Adult height depends on a number of factors: height and growth patterns and the age when puberty is reached. Chronic illness and poor nutrition can also have an effect.
The main factor influencing a child’s height is the height of their parents.
Your daughter can quite justifiably blame you if she’s not quite tall enough to fulfil her fashion model dream or your son’s career in basketball is scotched by his height.
An often quoted formula that can be used as a 'best estimate' of final height is:
For girls: [father's height - 5 inches + mother's height] divided by two
For boys: [mother's height + 5 inches + father's height] divided by two
It’s not an exact science and the predictions can be 2 inches out either way.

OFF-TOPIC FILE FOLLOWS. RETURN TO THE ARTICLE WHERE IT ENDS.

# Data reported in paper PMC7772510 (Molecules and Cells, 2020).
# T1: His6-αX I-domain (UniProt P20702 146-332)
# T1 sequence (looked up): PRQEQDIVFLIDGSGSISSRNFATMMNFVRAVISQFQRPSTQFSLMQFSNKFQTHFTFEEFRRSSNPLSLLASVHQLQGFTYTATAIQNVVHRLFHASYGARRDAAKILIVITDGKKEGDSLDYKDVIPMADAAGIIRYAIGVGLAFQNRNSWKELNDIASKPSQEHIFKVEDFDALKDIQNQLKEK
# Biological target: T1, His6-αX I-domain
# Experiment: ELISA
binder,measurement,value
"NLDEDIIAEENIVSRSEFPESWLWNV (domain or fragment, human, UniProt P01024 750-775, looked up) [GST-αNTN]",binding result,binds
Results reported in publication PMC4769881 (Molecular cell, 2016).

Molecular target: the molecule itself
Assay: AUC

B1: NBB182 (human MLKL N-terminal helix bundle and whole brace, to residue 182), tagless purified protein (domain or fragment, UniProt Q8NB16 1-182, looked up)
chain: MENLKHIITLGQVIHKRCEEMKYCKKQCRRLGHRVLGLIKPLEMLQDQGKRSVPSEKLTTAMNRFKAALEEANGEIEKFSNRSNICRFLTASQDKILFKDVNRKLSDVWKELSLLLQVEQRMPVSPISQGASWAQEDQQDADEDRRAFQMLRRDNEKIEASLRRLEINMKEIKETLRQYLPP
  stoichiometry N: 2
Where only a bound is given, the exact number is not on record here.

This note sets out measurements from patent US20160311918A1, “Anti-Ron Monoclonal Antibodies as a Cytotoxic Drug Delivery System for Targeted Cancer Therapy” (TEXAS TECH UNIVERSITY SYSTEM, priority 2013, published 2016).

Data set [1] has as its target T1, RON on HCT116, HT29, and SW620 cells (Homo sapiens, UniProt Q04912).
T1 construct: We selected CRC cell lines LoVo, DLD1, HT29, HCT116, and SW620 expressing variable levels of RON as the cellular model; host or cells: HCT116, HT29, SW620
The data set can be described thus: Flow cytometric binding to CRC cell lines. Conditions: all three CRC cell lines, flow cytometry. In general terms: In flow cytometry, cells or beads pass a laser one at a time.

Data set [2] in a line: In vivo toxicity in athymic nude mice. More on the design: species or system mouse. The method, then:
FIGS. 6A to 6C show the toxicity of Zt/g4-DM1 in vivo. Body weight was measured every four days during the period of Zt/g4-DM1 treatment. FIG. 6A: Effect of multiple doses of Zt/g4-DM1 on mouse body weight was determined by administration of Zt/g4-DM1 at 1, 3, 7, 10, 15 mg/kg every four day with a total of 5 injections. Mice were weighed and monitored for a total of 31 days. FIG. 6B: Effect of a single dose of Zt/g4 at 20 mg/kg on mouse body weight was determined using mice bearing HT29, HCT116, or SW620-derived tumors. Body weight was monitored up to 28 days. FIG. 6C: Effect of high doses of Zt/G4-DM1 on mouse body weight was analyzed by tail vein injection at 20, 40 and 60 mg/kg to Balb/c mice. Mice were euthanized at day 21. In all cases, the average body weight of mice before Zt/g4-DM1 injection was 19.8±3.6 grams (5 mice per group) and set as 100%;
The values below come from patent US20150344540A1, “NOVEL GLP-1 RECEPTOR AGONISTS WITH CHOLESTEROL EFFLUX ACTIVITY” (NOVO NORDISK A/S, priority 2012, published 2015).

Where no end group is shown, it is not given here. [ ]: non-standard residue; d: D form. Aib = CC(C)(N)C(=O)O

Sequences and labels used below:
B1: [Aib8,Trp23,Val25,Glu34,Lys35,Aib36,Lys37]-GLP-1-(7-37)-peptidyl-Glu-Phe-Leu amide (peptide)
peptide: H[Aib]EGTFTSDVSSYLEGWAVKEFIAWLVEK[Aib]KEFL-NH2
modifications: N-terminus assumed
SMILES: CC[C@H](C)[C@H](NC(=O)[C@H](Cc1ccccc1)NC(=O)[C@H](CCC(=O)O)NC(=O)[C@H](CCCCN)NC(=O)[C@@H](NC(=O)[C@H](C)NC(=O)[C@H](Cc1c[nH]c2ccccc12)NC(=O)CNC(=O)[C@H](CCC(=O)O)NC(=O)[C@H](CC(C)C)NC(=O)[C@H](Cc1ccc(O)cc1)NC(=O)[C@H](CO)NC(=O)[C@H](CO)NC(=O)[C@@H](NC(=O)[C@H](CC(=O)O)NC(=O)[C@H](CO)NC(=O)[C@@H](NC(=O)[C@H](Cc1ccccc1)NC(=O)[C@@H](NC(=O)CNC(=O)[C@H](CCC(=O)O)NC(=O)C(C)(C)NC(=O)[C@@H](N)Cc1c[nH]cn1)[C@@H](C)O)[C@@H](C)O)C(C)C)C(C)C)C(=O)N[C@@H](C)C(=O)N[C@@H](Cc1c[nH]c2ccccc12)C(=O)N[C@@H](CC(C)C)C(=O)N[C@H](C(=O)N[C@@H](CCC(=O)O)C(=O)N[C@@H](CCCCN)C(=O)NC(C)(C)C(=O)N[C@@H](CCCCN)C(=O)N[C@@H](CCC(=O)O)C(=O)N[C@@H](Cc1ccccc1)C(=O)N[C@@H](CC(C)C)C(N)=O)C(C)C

The estimates aren’t always accurate when either one or both parents are very tall or very short. So although parents’ height is really important it doesn’t always give the right answer.
Professor Charlotte Wright is professor of community child health in Glasgow and academic lead in growth charts at the Royal College of Paediatrics and Child Health.
She says: "The strongest influence on height is genetic - but many genes work together to code for height, so while most children get a mixture of these genes from each parent and tend to take after them, some children get all the short genes from both parents and end up unusually short, while others end up very tall."
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